Beyond the actual ingredients in tires, environmentalists have also been critical of the tire industry for producing tires that stick to the road so well that they cause engines to burn extra fuel to overcome the added friction, which leads in turn to more greenhouse gas emissions out of our tailpipes.
In response to such criticism, tire engineers have begun incorporating a wide range of new materials as substitutes for petroleum and chemical fillers. Today consumers can already buy low rolling resistance tires that generate about five percent less friction than traditional tires. This translates into a four to eight percent boost in fuel economy depending upon the engine, according to Forrest Patterson of Michelin North America. Over a tire's lifetime, that could save up to 80 gallons of gas, he says. Encouraging motorists to keep their tires inflated to proper levels has also helped reduce tire-related emissions.
What's in these greener tires anyway? Chemically toughened natural rubbers, vegetable-based processing oils, and fibers made of plant cellulose are used to replace some of the petroleum in the newer so-called "low-oil" tires. Meanwhile, environmentally benign silica filler (sand microparticles) has been used to replace some of the carbon black reinforcement, with the added benefit of further reducing road friction.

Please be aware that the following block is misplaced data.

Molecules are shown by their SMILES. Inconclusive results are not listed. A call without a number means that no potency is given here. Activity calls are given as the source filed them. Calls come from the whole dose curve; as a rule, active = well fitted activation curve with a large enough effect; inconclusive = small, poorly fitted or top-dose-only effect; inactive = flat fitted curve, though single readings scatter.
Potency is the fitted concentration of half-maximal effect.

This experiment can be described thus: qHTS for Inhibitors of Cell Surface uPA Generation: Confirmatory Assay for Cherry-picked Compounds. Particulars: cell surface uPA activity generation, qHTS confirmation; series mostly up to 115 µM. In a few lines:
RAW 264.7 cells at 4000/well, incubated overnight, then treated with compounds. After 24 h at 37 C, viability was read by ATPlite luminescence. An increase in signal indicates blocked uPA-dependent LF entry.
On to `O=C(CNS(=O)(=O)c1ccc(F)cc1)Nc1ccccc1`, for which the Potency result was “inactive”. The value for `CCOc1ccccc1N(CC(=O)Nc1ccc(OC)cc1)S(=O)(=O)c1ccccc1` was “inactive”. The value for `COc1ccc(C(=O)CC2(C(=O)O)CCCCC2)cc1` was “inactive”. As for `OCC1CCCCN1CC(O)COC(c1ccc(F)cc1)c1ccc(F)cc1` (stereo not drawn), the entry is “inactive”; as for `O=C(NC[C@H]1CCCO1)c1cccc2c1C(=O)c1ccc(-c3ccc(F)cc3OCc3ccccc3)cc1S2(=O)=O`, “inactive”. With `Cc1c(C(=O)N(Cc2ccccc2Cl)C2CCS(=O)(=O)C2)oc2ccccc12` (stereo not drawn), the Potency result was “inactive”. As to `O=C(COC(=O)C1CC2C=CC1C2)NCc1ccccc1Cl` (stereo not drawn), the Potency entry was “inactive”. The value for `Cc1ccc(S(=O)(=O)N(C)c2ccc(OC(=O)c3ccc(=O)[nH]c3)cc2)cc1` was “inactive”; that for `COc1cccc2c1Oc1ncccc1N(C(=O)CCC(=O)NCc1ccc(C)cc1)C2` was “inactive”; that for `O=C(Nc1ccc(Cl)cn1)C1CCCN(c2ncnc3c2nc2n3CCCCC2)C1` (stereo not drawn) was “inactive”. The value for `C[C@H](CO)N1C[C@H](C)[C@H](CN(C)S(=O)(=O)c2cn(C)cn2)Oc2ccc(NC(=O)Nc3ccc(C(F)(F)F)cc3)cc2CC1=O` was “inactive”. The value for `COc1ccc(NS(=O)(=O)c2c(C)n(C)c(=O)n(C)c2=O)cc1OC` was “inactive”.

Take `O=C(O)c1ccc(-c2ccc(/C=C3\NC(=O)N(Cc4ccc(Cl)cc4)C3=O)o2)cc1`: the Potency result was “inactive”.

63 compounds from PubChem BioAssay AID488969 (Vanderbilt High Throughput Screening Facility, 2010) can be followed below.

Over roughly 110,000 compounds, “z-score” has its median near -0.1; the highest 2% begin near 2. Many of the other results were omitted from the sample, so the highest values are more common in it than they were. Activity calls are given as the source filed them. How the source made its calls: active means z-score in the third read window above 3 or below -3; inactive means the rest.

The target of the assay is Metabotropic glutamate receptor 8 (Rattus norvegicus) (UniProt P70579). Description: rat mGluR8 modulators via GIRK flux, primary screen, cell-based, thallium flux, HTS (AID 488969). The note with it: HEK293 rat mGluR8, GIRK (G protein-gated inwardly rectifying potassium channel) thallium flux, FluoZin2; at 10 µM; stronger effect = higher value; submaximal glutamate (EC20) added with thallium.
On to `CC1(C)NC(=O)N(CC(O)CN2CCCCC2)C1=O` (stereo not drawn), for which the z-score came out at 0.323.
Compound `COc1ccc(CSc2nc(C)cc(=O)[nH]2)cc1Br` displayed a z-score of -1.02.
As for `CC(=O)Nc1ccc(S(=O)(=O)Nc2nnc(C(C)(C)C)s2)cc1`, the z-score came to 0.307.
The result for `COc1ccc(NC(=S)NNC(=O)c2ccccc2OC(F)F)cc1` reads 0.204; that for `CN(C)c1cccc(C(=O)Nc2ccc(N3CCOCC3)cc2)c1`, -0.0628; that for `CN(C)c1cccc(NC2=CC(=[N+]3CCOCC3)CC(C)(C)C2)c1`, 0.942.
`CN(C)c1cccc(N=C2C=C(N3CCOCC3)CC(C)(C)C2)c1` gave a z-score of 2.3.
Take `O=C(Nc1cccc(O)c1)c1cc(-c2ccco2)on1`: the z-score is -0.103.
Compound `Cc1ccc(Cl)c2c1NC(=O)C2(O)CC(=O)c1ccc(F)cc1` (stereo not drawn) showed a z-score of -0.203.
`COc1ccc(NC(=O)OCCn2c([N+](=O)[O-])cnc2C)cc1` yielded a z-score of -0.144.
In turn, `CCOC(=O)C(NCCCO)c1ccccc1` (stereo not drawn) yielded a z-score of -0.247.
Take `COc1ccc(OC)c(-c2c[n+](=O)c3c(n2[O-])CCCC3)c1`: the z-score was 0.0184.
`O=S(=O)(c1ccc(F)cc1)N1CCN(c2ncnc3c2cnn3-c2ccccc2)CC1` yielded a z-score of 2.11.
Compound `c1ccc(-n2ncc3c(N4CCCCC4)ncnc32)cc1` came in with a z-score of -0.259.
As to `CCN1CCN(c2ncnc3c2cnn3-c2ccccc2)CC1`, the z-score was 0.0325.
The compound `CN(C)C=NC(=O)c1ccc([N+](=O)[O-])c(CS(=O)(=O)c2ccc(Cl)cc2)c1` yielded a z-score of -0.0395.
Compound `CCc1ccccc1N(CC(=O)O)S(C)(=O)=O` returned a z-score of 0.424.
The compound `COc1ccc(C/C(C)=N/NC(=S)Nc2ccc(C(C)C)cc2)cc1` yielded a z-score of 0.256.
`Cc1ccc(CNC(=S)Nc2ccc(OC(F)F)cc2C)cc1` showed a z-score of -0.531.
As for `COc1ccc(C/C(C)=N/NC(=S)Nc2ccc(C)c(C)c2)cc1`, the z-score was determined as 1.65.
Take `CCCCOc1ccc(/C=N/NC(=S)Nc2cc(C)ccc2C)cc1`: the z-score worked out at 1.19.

Japan-based Yokohama Tire now sells what it calls the dB Super E-spec car tire, which employs modified natural rubber compounds and processing oil derived from orange peels in place of much of the petroleum in traditional tires. (The company likes to brag that the dB Super E-spec is 80 percent petroleum-free.)
While greener tires are already available, tire makers have been re-doubling efforts to recycle old tires into new ones to further reduce the industry's environmental impact. Small quantities of reprocessed rubber are showing up increasingly in new tires, but manufacturers would like to see more of the 75 million or so tires Americans send to landfills get reprocessed to live another useful day as new tires or other products.